* State and local governments in California spend more than $500 million a year to arrest, try and imprison illegal aliens who commit serious crimes, according to a California state Senate report issued on March 23, 1993.
* The legal costs of dealing with all types of crimes by illegal aliens could run as high as $1.5 billion, according to an estimate included in the report.
* The California Attorney General reports that approximately 16,000 illegal alien felons are incarcerated in state prisons. Every year it costs California taxpayers $350 million to keep these criminal aliens behind bars.
* A study commissioned by the San Diego Association of Governments found that one in four jail inmates acknowledged being in this country illegally. Judges estimate that up to 35 percent of the felony cases in Superior Court involve illegals. A 1990 check in felony disposition court discovered that 41 percent of the defendants had immigration 'holds' - on completion of sentence, they would be released to the INS for detention.
* As a test, Orange County Superior Court Judge David O. Carter invited the INS (Immigration and Naturalization Service) into his courtroom to help identify criminal aliens and develop deportation cases against them. Judge Carter informed the House Judiciary Committee that 'the results are staggering. ...My criminal calendar is 36 percent illegal felons. These statistics would be much higher except the INS does not place holds on illegal felons who have started the amnesty process or come from countries where the United States is an adversary and has no extradition authority. Vietnam, Cambodia, Iran and Cuba are some of the most obvious countries which will not accept extradited felons.'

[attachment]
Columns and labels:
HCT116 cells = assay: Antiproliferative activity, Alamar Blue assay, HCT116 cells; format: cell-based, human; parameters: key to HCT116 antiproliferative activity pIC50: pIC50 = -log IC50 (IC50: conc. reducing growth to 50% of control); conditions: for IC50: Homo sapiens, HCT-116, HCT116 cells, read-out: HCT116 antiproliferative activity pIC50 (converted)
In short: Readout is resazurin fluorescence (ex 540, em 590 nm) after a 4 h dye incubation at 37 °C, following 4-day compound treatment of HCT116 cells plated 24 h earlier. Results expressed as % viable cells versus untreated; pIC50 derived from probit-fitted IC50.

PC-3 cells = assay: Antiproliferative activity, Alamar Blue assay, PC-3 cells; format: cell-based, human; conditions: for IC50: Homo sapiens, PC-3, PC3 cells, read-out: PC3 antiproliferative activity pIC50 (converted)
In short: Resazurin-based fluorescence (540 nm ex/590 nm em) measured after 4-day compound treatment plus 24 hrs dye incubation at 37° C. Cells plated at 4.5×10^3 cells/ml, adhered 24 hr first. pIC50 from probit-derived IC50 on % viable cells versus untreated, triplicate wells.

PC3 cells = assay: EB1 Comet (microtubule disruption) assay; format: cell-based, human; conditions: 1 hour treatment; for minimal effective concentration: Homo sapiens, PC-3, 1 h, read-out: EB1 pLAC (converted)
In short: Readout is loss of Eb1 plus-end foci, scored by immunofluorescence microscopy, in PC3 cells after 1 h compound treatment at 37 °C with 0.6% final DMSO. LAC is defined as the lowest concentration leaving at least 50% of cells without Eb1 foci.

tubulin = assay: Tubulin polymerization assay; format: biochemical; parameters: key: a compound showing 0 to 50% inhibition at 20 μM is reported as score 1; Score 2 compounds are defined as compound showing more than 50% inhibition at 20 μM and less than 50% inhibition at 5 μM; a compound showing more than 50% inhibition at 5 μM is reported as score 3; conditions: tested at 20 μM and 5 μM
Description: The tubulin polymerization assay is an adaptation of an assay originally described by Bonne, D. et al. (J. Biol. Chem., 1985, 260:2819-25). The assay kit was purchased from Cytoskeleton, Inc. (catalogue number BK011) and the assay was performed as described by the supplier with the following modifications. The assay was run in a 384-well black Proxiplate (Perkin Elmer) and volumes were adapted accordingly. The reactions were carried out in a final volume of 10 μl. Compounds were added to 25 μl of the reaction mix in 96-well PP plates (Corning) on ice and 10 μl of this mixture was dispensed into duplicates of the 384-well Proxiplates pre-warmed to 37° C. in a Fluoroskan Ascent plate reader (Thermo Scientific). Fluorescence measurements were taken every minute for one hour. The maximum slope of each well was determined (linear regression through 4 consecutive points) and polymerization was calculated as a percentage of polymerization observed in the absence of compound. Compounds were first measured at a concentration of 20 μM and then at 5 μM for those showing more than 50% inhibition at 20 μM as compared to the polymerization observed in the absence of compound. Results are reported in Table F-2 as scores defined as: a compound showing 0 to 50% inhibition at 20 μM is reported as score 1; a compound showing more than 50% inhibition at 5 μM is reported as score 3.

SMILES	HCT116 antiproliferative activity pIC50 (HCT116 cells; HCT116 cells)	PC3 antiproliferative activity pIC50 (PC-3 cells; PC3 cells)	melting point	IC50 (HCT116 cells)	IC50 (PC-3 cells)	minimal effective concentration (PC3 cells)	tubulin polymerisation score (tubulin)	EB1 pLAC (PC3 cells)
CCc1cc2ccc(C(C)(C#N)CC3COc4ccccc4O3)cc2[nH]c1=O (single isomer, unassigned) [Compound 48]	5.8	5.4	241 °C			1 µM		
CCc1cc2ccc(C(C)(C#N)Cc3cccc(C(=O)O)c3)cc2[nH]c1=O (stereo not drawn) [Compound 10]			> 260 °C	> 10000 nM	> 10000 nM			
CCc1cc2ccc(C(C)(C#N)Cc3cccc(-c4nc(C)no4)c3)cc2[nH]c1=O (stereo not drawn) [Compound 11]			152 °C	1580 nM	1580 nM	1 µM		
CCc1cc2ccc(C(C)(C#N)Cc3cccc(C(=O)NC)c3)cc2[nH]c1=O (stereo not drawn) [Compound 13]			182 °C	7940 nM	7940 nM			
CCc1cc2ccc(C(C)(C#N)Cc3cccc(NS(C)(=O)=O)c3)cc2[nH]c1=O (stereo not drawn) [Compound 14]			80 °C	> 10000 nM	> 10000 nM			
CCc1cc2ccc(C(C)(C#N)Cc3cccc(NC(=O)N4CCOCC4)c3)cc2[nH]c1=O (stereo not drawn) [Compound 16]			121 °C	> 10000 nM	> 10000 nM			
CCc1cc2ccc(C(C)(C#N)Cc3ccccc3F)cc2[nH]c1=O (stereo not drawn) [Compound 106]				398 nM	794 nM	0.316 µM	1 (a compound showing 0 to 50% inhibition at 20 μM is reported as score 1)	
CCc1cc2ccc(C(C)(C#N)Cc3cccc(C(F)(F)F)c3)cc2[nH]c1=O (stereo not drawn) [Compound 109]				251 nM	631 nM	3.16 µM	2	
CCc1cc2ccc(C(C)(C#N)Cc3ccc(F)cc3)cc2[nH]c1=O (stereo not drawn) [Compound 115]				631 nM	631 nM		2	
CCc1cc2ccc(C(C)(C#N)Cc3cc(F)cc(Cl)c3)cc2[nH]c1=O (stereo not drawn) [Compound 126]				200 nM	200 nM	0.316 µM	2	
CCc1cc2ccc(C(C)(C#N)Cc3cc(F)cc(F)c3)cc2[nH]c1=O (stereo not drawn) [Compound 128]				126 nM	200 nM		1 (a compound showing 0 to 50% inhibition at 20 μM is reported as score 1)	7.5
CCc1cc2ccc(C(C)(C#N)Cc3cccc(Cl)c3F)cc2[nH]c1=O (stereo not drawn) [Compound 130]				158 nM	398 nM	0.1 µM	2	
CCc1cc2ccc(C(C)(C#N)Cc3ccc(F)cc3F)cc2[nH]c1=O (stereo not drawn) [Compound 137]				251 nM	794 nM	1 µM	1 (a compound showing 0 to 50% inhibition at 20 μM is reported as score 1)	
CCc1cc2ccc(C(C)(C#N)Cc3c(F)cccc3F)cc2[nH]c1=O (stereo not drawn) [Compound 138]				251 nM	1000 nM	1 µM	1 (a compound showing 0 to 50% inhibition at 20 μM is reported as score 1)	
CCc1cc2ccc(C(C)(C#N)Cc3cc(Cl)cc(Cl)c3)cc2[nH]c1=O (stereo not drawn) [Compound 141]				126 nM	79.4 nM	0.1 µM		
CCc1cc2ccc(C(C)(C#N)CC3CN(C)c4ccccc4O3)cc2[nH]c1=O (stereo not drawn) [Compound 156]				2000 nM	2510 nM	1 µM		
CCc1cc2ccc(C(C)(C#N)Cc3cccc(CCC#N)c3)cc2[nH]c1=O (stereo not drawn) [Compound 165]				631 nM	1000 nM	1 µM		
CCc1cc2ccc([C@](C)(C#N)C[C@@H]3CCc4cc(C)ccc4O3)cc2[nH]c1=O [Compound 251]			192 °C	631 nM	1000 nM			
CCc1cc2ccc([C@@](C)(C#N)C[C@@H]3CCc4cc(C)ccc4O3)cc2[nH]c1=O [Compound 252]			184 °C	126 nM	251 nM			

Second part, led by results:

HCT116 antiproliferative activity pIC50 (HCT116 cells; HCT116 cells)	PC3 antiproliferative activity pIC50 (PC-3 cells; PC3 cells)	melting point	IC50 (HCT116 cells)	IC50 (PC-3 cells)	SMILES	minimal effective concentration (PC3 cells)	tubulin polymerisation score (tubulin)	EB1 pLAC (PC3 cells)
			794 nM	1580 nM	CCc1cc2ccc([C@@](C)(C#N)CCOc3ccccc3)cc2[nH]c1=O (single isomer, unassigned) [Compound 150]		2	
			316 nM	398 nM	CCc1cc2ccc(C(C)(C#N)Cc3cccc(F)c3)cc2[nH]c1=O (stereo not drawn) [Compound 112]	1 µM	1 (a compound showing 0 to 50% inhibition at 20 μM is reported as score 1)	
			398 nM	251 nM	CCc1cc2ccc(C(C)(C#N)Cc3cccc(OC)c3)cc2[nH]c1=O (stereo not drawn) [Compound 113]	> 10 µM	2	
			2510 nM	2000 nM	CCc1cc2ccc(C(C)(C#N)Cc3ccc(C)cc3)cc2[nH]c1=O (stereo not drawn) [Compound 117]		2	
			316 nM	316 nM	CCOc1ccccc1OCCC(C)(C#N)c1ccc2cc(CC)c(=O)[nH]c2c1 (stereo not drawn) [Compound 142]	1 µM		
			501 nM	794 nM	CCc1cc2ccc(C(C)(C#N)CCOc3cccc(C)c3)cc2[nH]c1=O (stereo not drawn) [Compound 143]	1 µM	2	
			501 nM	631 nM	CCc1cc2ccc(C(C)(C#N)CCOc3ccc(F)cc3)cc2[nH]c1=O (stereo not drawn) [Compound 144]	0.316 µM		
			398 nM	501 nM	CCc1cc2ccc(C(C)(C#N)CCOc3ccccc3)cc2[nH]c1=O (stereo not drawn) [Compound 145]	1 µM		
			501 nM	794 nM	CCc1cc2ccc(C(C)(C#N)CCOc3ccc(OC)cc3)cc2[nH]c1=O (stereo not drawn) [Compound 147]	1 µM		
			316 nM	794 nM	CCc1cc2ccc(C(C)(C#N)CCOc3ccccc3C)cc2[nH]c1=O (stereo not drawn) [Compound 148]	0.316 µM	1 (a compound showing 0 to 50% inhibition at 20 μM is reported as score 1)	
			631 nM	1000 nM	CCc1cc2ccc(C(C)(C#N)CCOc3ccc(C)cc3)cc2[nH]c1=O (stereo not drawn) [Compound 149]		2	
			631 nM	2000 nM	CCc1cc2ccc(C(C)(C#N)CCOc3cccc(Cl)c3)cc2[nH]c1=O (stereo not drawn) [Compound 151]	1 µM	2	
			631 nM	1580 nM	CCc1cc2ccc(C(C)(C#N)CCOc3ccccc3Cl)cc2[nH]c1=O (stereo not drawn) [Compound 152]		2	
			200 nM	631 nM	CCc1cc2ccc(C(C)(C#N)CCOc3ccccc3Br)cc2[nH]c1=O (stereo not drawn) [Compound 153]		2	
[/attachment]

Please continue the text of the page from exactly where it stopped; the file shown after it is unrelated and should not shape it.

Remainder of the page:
* Orange Police Chief Merrill Duncan disclosed during a press conference in April 1992 that the 12 percent increase in crime from the previous year in that city is the result of a 'tremendous influx of illegal aliens.' He added that, 'most crime suspects are illegals.'
* Twelve percent of the nearly 58,000 inmates in New York's state correctional system are foreign-born (either illegal aliens or legally admitted aliens who have committed crimes). The Governor's office reports it costs taxpayers $27,000 per alien, per year, to house these criminals, or about $183 million annually. Nearly half of the foreign-born inmates in New York come from Caribbean nations.
* On April 27, 1992, the state of New York filed a suit against the Federal Government, demanding that it start taking custody of thousands of illegal aliens currently incarcerated in state prisons. The suit charges that the Federal Government is responsible for taking charge of these inmates and launching deportation proceedings against them. But too often, the U.S. Justice Department fails to do that. Once convicts serve their terms, the state is forced to simply release them onto the streets, where they are often arrested for new crimes.